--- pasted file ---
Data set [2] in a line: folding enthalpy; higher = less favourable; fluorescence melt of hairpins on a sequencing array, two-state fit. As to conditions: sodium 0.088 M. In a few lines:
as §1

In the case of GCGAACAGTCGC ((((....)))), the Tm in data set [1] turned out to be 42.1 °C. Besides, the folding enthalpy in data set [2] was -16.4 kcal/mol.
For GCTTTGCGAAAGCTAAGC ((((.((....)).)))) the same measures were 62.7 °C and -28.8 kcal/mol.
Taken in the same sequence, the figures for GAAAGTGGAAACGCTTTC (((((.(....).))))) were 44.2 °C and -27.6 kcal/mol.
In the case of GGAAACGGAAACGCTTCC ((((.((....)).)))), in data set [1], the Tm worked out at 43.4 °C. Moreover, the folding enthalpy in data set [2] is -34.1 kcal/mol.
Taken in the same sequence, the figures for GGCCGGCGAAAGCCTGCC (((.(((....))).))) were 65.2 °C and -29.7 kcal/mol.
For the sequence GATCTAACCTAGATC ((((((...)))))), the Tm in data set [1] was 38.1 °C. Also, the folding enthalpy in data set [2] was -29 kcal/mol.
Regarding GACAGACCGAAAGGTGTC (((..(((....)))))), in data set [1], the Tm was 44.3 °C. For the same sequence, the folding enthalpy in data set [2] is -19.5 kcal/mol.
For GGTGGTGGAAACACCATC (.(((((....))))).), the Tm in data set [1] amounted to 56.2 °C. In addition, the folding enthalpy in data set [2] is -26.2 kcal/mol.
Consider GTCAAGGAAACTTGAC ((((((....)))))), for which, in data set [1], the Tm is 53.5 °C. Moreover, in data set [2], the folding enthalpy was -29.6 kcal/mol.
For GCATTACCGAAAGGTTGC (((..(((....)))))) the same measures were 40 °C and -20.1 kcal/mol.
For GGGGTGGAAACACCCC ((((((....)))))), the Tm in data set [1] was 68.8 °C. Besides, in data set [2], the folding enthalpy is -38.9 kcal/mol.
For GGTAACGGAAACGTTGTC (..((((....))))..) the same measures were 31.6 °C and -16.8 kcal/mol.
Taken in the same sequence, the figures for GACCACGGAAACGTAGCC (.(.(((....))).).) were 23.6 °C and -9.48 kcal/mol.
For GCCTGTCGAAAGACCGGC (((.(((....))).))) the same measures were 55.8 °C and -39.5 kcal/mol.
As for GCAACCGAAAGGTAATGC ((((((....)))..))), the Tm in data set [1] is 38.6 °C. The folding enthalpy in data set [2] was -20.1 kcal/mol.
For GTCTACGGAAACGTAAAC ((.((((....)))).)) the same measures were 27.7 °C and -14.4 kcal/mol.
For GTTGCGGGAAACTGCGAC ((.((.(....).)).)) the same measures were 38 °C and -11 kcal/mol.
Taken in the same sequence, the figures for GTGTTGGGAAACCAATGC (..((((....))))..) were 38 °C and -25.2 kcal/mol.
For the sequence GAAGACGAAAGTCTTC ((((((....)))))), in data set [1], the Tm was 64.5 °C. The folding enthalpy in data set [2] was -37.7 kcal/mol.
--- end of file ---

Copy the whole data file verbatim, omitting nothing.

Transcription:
Data set [2] in a line: folding enthalpy; higher = less favourable; fluorescence melt of hairpins on a sequencing array, two-state fit. As to conditions: sodium 0.088 M. In a few lines:
as §1

In the case of GCGAACAGTCGC ((((....)))), the Tm in data set [1] turned out to be 42.1 °C. Besides, the folding enthalpy in data set [2] was -16.4 kcal/mol.
For GCTTTGCGAAAGCTAAGC ((((.((....)).)))) the same measures were 62.7 °C and -28.8 kcal/mol.
Taken in the same sequence, the figures for GAAAGTGGAAACGCTTTC (((((.(....).))))) were 44.2 °C and -27.6 kcal/mol.
In the case of GGAAACGGAAACGCTTCC ((((.((....)).)))), in data set [1], the Tm worked out at 43.4 °C. Moreover, the folding enthalpy in data set [2] is -34.1 kcal/mol.
Taken in the same sequence, the figures for GGCCGGCGAAAGCCTGCC (((.(((....))).))) were 65.2 °C and -29.7 kcal/mol.
For the sequence GATCTAACCTAGATC ((((((...)))))), the Tm in data set [1] was 38.1 °C. Also, the folding enthalpy in data set [2] was -29 kcal/mol.
Regarding GACAGACCGAAAGGTGTC (((..(((....)))))), in data set [1], the Tm was 44.3 °C. For the same sequence, the folding enthalpy in data set [2] is -19.5 kcal/mol.
For GGTGGTGGAAACACCATC (.(((((....))))).), the Tm in data set [1] amounted to 56.2 °C. In addition, the folding enthalpy in data set [2] is -26.2 kcal/mol.
Consider GTCAAGGAAACTTGAC ((((((....)))))), for which, in data set [1], the Tm is 53.5 °C. Moreover, in data set [2], the folding enthalpy was -29.6 kcal/mol.
For GCATTACCGAAAGGTTGC (((..(((....)))))) the same measures were 40 °C and -20.1 kcal/mol.
For GGGGTGGAAACACCCC ((((((....)))))), the Tm in data set [1] was 68.8 °C. Besides, in data set [2], the folding enthalpy is -38.9 kcal/mol.
For GGTAACGGAAACGTTGTC (..((((....))))..) the same measures were 31.6 °C and -16.8 kcal/mol.
Taken in the same sequence, the figures for GACCACGGAAACGTAGCC (.(.(((....))).).) were 23.6 °C and -9.48 kcal/mol.
For GCCTGTCGAAAGACCGGC (((.(((....))).))) the same measures were 55.8 °C and -39.5 kcal/mol.
As for GCAACCGAAAGGTAATGC ((((((....)))..))), the Tm in data set [1] is 38.6 °C. The folding enthalpy in data set [2] was -20.1 kcal/mol.
For GTCTACGGAAACGTAAAC ((.((((....)))).)) the same measures were 27.7 °C and -14.4 kcal/mol.
For GTTGCGGGAAACTGCGAC ((.((.(....).)).)) the same measures were 38 °C and -11 kcal/mol.
Taken in the same sequence, the figures for GTGTTGGGAAACCAATGC (..((((....))))..) were 38 °C and -25.2 kcal/mol.
For the sequence GAAGACGAAAGTCTTC ((((((....)))))), in data set [1], the Tm was 64.5 °C. The folding enthalpy in data set [2] was -37.7 kcal/mol.